Word of Mouth – If there is a good trainer in your area or the gym they will hopefully have marketed themselves relatively well. Generally a personal trainer recommended by the sales staff at the gym is qualified since the club is interested in keeping you happy long enough for the contract to become legal. Another avenue to check is local supplement shops.

Above all, remember that just with every relationship in life, if your trainer is not motivating you or meeting your needs, find a replacement.

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Top 10 Gym Rules

People always want to know the secret, the magic pill, or the perfect workout & diet that are going to give them instant results. What almost everyone knows but doesn’t want to admit, there is no magic bullet. In lieu of a single answer, here are some helpful tips to help you maintain your health and sanity in the gym. These are not necessarily absolutes, nor is it an exhaustive list, but these are some of the rules I adhere to in the gym in no particular order.

1. The Reps Don’t Go Down Unless the Weight Goes Up – This is a mental rule I use to keep driving through a set. If you don’t increase your weight on a successive set, the number of repetitions you do can’t go down.

2. Never Sit – You’ll have plenty of time to sit around on your couch at home. Unless you are performing an exercise that requires you sit, or you are stretching, never sit and relax.

3. Never “Max Out” – I’m constantly asked by family, friends, people at the store, etc. “how much do you lift?” This is a hard question since I have not lifted for a one-rep max (max out) in almost 8 years. The reason being, the stress it places on the joints. If you are a strength athlete or powerlifter, this rule doesn’t apply to you, if you are, on the other hand, a general exerciser or just getting started, don’t fall into this trap.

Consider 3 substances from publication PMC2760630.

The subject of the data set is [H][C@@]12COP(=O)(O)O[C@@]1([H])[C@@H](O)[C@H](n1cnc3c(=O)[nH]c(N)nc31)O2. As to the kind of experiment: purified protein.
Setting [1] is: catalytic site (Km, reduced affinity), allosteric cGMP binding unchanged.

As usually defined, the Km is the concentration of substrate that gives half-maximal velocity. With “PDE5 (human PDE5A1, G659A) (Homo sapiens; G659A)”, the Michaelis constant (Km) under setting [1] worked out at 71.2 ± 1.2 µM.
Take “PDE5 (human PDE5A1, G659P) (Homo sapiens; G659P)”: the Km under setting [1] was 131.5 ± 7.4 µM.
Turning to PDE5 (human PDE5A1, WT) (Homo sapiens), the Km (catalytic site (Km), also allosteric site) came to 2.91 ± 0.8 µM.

4. No Brain, No Gain – A majority of newcomers to the gym are quick to give up. In fact, many healthclubs like Bally’s and 24 Hour Fitness base their business on people who sign up and then never come in after the first few weeks (if they did the club would be over capacity). One major reason for this is the awkward feeling people get when they first start lifting weights, just like shooting a basketball for the first time or throwing a ball after several years. You need to give both your muscles and your brain time to adjust to the new activity. The reason for this has to do with the efficiency of our bodies, it tends to eliminate both muscle fibers and neurons that are not used nor needed. You need to give yourself at least 3 months to allow your body and mind to adjust.

5. Feel the Good Pain – Good pain is almost a contradiction of terms. Who would possibly enjoy pain? You are going to be sore after your first few workouts. You will be sore when changing your workout program after you’ve worked out for a while. What you don’t want to do is mistake muscle strain and joint damage for general soreness. If you have sharp shooting pains you’ve probably gone too far.

6. No Cell Phones – Just like driving, a cell phone is an added distraction to your workout. During an afternoon workout, I witnessed a man walk into the gym talking on his cell. He started his first set and got another call; 5 minutes later he got through two sets and got another 10 minute call. How effective do you think his workout was? Don’t let cardio be an excuse to talk also. I’ve witnessed people on cardio equipment, that just like in a car; their speed is all over the place. You have to focus.

7. Don’t Go to the Gym Pretty, Go to the Gym to Look Pretty After You’ve Been – I always found it fascinating when I was at Purdue during the beginning of each school year, the gym was always full of scantily clad freshmen girls, full make-up and perfume, come on girls. I still see the model wannabes in their $100 matching spandex suits. If your job is to pick someone up, by all means continue what you are doing, but if you want to work out, forget the makeover and lift some weight. Let’s face it, you’re going to sweat, you’re going to be disgusting by the end of the workout (if you are doing it right), so why dress up?